Health Reform WK-EDGE Therapeutic protein biosimilarity studies depend on understanding the reference product
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Thursday, May 23, 2019

Therapeutic protein biosimilarity studies depend on understanding the reference product

By Elena Eyber, J.D.

The FDA offered recommendations on the design and evaluation of comparative analytical studies intended to support a demonstration that a proposed therapeutic protein product is biosimilar to a reference product.

Factors to consider in a comparative analytical assessment to support biosimilarity include expression system, functional activities, and target binding. An FDA guidance offered considerations for the design and evaluation of comparative analytical studies intended to support a demonstration that a proposed therapeutic protein product is biosimilar to a reference product licensed under section 351(a) of the Public Health Service Act (PHS Act). Additionally, this guidance is intended to provide recommendations to sponsors on the scientific and technical information for the chemistry, manufacturing, and controls (CMC) portion of a marketing application for a proposed product (Notice, 84 FR 23569, May 22, 2019).

The BPCI Act. The Biologics Price Competition and Innovation Act of 2009 (BPCI Act) amends the PHS Act and other statutes to create an abbreviated licensure pathway in section 351(k) of the PHS Act for biological products shown to be biosimilar to, or interchangeable with, an FDA-licensed reference product (see sections 7001 through 7003 of the Patient Protection and Affordable Care Act (ACA) (P.L. 111-148)). Although the 351(k) pathway applies generally to biological products, this guidance focuses on therapeutic protein products and provides an overview of recommendations for the comparative analytical assessment and other important scientific considerations to support a demonstration of biosimilarity between a proposed therapeutic protein product and the reference product. This guidance is one in a series of guidances that FDA is developing to facilitate implementation of the BPCI Act.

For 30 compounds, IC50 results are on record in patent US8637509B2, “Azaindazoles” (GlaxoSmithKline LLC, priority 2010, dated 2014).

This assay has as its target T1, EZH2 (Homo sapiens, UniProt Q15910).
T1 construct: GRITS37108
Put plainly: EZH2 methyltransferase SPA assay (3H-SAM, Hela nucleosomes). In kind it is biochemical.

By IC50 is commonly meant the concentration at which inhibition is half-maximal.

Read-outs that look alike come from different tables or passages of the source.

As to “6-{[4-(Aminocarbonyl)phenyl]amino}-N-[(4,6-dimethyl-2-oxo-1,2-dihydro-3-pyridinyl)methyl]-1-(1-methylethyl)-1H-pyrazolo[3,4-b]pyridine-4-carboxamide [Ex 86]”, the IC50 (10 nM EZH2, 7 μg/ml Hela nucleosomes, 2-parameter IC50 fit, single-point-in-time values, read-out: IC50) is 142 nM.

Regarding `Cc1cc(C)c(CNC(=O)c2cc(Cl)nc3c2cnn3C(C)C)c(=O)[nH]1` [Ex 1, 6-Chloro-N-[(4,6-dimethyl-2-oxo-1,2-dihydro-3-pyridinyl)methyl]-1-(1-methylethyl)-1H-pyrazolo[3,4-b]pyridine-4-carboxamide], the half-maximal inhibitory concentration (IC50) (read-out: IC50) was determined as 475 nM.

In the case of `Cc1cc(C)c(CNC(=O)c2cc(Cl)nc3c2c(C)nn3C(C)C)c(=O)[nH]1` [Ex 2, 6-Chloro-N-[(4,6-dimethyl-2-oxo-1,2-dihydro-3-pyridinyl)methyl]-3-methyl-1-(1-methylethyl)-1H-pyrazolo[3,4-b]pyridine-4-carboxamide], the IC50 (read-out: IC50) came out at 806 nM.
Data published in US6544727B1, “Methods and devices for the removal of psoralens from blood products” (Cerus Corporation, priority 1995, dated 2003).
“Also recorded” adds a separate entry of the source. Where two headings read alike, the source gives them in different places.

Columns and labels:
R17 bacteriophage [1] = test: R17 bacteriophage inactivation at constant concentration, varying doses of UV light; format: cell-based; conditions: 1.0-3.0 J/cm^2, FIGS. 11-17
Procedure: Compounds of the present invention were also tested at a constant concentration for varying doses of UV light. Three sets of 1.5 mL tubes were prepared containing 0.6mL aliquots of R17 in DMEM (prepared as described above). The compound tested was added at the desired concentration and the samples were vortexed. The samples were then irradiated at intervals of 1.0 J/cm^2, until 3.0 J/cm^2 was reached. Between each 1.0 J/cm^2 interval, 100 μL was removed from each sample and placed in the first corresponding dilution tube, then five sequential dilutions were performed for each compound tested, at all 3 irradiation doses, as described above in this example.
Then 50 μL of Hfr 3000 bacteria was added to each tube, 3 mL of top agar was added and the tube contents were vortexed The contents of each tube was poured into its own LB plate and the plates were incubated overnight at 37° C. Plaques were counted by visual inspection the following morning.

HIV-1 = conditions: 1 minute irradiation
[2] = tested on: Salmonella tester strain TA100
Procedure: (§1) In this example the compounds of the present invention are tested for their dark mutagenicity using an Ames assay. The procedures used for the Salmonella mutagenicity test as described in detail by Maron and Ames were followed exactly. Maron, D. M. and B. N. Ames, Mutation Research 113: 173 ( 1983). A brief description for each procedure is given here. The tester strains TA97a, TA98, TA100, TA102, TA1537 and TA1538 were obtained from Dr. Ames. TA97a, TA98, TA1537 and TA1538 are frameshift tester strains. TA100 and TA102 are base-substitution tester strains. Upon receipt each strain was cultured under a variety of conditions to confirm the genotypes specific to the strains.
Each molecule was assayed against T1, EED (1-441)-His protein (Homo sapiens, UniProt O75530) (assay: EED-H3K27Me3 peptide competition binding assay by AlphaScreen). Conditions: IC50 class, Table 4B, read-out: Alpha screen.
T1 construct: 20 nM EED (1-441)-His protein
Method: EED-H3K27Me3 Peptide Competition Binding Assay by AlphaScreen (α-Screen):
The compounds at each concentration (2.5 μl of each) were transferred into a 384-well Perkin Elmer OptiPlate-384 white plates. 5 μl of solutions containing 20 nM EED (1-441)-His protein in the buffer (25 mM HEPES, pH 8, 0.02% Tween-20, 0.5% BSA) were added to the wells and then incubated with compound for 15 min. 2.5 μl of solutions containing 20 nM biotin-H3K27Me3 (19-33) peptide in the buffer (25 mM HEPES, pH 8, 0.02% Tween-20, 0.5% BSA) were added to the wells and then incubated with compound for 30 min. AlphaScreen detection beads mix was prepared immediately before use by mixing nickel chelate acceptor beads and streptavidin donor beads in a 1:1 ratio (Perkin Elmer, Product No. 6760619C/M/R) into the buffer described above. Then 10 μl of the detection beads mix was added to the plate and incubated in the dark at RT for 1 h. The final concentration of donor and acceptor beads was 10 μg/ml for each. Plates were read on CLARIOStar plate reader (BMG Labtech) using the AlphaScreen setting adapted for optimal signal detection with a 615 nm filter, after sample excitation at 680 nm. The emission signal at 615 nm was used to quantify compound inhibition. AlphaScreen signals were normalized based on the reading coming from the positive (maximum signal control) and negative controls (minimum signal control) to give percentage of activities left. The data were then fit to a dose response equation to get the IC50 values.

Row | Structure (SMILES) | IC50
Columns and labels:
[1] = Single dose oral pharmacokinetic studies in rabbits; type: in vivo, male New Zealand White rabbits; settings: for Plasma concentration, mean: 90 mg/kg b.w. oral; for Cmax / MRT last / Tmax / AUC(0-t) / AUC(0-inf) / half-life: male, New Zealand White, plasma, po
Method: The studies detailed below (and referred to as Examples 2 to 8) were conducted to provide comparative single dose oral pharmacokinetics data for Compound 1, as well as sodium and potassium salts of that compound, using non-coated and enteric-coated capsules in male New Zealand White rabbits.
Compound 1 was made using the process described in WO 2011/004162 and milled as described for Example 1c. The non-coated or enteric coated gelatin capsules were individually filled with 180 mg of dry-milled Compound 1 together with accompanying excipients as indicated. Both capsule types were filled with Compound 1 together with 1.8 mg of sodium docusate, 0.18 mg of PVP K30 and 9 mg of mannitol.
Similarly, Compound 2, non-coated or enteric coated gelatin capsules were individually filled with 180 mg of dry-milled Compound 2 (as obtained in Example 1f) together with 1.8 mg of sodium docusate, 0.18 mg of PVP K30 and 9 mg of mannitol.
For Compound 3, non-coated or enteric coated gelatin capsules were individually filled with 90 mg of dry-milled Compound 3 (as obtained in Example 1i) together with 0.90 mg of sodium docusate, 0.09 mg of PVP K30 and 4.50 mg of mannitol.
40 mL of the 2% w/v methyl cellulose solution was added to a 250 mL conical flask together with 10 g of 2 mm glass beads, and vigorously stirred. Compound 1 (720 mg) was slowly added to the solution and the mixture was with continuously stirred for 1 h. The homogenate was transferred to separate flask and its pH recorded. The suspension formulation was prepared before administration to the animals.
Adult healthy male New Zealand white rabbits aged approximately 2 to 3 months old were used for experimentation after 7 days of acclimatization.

Factors for consideration in performing the comparative analytical assessment. When performing the comparative analytical assessment to support a demonstration of biosimilarity, manufacturers should consider a number of factors, including expression system, manufacturing process, physicochemical properties, functional activities, target binding, impurities, reference product and reference standards, finished drug product, and stability.

Comparative analytical assessment. The FDA recommends that sponsors approach the comparative analytical assessment by first understanding the physicochemical and biological characteristics of the reference product. Protein products are complex molecules that have a certain degree of inherent lot-to-lot variability in terms of quality characteristics. The observed lot-to-lot variability may derive from manufacturing conditions and from analytical assay variability. Factors that contribute to lot-to-lot variability in the manufacture of a protein product include the source of certain raw materials and different manufacturing sites. Therefore, it is important to adequately characterize the lot-to-lot variability of the reference product and the proposed biosimilar product.

In the comparative analytical assessment, risk ranking and data analysis are used to evaluate a large number of attributes, often using multiple orthogonal assays. FDA evaluates the totality of the analytical data. If the results of a particular assay do not meet pre-specified criteria, this alone does not preclude a demonstration of high similarity. If differences between products are observed as part of the comparative analytical assessment, the sponsor may provide additional scientific information and a justification for why these differences do not preclude a demonstration that the products are highly similar. In certain situations, changes to the manufacturing process of the biosimilar product may be needed to resolve differences observed in the comparative analytical assessment. Data should be provided demonstrating that the observed differences were resolved by any manufacturing changes, and that other quality attributes were not substantially affected. If other attributes were affected by the manufacturing change, data should be provided to demonstrate that the impact of the change has been evaluated and addressed.

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